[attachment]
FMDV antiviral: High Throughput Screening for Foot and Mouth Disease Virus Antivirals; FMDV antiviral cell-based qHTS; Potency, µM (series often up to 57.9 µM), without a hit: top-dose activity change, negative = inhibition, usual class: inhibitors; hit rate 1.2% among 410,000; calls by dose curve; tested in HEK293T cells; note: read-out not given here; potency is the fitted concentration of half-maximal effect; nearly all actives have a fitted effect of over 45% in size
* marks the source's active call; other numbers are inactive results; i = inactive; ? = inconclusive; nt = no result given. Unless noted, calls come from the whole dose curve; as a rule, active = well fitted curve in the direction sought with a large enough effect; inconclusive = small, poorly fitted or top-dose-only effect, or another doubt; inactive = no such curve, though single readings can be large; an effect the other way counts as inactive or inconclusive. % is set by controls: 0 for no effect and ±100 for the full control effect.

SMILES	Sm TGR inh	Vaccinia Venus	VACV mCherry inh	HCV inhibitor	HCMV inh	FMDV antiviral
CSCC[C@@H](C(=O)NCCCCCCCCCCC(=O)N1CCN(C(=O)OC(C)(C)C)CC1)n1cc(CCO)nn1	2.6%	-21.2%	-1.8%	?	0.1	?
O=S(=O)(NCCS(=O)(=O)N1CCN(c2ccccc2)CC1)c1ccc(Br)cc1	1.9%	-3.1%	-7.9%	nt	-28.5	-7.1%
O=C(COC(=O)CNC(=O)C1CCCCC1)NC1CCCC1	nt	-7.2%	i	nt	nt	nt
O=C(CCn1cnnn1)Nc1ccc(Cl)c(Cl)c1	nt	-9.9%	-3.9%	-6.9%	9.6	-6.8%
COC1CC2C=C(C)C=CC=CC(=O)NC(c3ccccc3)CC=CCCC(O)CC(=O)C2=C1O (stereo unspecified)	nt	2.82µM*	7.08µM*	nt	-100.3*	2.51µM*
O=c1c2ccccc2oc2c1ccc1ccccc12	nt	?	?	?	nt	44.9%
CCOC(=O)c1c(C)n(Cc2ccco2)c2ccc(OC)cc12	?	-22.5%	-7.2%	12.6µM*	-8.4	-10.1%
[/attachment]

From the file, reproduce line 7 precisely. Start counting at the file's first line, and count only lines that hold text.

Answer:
O=C(CCn1cnnn1)Nc1ccc(Cl)c(Cl)c1	nt	-9.9%	-3.9%	-6.9%	9.6	-6.8%